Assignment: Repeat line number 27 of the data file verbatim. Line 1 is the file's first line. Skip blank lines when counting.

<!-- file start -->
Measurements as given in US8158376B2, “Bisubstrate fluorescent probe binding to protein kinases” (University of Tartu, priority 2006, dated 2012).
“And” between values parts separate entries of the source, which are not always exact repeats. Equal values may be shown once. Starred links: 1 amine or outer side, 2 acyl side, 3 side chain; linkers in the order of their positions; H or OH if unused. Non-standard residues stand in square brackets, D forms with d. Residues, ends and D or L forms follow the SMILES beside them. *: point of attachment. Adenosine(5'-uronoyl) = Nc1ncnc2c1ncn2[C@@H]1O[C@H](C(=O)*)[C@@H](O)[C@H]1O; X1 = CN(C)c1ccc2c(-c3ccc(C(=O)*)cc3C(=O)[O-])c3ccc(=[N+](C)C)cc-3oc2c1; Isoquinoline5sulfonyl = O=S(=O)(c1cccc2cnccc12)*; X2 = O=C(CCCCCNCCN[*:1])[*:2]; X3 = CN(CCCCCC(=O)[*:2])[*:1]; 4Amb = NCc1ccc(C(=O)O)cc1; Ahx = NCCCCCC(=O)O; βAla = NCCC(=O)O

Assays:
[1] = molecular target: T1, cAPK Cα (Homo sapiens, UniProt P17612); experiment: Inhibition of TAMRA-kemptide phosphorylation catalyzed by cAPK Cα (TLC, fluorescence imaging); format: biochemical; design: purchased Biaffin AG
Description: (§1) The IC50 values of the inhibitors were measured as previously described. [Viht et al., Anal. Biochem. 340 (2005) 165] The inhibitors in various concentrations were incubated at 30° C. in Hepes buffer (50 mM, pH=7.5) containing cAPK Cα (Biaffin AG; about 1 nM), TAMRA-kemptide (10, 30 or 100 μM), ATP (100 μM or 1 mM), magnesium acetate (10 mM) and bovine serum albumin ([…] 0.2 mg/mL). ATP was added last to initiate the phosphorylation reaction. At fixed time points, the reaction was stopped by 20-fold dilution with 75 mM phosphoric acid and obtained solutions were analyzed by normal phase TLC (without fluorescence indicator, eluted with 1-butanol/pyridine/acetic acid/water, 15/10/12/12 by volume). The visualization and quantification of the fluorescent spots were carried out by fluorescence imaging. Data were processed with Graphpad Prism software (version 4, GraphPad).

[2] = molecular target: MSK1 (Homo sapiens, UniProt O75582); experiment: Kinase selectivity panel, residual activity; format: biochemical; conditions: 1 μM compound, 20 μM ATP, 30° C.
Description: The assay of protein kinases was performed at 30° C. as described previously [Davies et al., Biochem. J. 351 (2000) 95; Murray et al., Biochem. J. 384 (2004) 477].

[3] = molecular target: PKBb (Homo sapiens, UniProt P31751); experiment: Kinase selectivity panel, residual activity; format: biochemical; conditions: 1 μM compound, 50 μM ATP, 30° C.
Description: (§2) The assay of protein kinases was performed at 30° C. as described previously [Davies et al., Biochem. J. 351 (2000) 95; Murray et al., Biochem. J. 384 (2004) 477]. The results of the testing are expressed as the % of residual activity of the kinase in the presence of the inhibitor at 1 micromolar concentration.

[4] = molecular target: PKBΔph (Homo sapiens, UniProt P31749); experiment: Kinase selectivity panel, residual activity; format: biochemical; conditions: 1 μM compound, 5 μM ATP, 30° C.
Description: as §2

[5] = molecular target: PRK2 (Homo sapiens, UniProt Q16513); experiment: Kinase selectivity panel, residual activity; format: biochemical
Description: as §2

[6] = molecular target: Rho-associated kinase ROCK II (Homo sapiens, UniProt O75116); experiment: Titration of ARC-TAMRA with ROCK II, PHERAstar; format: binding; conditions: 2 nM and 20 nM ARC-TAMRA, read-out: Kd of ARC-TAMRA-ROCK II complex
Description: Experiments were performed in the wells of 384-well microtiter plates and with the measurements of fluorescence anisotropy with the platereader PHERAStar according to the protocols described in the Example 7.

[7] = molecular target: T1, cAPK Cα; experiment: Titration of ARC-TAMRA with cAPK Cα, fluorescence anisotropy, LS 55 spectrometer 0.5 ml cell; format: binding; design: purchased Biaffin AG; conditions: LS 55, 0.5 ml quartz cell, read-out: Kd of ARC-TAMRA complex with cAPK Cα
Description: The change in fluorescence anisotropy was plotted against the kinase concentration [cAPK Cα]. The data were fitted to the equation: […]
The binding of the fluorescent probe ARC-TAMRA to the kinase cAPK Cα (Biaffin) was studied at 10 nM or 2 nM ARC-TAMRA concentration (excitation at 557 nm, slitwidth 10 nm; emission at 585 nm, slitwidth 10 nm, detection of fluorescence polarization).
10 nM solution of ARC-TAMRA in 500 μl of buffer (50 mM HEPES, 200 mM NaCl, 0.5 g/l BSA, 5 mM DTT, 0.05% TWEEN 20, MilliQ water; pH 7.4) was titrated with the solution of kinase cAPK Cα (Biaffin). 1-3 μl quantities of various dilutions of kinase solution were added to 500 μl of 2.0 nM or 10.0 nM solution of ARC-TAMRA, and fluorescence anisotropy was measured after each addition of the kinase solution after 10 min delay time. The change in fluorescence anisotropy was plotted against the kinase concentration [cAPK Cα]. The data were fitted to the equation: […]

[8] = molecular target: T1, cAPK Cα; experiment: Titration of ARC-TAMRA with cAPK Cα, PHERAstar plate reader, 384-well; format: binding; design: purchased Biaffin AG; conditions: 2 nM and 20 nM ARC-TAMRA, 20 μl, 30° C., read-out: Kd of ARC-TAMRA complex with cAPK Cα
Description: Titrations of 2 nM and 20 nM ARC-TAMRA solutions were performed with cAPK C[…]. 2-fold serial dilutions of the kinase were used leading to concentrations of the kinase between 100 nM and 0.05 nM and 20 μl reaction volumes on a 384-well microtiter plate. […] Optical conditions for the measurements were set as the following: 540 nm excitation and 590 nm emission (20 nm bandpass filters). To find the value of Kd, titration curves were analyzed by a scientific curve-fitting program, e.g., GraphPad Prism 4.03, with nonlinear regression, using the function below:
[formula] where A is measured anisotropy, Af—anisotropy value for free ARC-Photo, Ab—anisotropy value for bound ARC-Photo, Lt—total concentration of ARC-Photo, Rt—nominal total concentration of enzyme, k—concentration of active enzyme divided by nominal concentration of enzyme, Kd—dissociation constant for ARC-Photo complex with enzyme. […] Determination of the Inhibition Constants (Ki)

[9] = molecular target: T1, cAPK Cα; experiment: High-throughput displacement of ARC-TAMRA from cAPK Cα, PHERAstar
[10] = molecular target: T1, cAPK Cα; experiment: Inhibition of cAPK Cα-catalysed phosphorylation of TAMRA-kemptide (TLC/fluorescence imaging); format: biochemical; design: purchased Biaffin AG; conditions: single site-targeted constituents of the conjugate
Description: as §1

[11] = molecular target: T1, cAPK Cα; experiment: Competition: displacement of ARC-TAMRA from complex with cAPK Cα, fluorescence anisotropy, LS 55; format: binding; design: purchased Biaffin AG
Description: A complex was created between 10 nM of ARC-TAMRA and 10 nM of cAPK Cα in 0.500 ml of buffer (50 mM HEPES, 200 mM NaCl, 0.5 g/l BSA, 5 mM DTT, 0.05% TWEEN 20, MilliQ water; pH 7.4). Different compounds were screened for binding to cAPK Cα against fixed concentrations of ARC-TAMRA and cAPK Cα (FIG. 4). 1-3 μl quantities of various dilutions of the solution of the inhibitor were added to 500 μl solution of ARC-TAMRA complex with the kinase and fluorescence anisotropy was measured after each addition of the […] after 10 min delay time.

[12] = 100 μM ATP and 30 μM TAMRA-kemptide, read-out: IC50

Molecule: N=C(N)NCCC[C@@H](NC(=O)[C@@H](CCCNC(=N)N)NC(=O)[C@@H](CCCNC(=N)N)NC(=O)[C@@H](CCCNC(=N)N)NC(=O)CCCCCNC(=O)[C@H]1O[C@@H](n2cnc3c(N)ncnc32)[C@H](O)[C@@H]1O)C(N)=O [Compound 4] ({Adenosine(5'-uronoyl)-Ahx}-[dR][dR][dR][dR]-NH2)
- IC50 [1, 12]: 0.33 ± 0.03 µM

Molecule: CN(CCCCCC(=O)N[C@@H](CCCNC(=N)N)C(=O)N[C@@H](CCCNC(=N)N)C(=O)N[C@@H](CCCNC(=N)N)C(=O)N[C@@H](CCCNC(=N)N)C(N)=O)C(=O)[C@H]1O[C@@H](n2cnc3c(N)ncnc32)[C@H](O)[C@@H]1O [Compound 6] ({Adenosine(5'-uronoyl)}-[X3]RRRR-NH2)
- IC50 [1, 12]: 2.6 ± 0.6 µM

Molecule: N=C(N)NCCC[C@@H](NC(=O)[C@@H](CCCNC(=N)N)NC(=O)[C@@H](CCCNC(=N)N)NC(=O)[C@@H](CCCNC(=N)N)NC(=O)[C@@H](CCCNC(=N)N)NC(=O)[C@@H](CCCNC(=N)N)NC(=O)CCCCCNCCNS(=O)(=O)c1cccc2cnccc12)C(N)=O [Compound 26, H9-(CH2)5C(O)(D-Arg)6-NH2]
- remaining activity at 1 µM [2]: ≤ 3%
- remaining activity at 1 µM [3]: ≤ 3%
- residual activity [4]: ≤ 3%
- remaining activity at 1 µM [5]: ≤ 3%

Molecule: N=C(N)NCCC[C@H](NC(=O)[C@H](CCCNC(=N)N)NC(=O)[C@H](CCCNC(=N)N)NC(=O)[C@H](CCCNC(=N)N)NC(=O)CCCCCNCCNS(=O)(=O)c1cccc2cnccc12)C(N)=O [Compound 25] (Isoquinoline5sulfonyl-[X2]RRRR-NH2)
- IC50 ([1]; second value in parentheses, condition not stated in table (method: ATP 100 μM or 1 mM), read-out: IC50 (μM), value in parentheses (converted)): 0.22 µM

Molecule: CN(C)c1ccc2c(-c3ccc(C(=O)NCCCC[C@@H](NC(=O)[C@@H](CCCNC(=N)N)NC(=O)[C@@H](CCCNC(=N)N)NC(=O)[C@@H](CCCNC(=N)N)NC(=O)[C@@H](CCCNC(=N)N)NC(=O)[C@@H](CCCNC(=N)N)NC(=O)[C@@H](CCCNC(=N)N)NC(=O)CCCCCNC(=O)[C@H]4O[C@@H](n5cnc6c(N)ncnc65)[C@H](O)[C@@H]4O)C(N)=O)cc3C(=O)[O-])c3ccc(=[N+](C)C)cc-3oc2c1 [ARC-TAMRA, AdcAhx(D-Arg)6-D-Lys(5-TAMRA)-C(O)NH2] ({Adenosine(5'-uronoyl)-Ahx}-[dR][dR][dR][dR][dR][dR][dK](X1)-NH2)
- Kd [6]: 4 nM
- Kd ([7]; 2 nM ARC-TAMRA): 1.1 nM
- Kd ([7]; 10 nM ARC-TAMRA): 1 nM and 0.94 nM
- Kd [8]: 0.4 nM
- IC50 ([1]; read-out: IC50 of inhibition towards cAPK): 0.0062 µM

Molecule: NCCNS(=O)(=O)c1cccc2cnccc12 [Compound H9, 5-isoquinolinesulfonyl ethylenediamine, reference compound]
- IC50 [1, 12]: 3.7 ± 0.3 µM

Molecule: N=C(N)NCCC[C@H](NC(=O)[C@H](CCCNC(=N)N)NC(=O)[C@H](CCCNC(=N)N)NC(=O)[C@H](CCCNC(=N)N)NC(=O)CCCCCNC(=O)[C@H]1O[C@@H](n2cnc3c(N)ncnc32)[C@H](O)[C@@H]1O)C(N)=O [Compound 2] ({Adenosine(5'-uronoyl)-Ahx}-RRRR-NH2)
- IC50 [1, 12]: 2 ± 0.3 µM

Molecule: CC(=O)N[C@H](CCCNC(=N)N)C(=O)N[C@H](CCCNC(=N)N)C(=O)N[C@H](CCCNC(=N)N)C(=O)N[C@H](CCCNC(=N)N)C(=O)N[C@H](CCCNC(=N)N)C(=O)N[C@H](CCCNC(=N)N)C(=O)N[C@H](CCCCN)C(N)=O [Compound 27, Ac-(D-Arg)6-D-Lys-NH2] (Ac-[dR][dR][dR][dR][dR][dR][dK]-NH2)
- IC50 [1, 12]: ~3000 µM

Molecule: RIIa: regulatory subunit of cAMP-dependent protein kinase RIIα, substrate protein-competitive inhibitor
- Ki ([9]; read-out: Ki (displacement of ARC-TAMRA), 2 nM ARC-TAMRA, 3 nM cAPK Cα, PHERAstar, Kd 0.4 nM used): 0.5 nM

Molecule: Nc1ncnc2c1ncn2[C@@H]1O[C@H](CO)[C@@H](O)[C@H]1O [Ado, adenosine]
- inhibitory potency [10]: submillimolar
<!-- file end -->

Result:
Description: A complex was created between 10 nM of ARC-TAMRA and 10 nM of cAPK Cα in 0.500 ml of buffer (50 mM HEPES, 200 mM NaCl, 0.5 g/l BSA, 5 mM DTT, 0.05% TWEEN 20, MilliQ water; pH 7.4). Different compounds were screened for binding to cAPK Cα against fixed concentrations of ARC-TAMRA and cAPK Cα (FIG. 4). 1-3 μl quantities of various dilutions of the solution of the inhibitor were added to 500 μl solution of ARC-TAMRA complex with the kinase and fluorescence anisotropy was measured after each addition of the […] after 10 min delay time.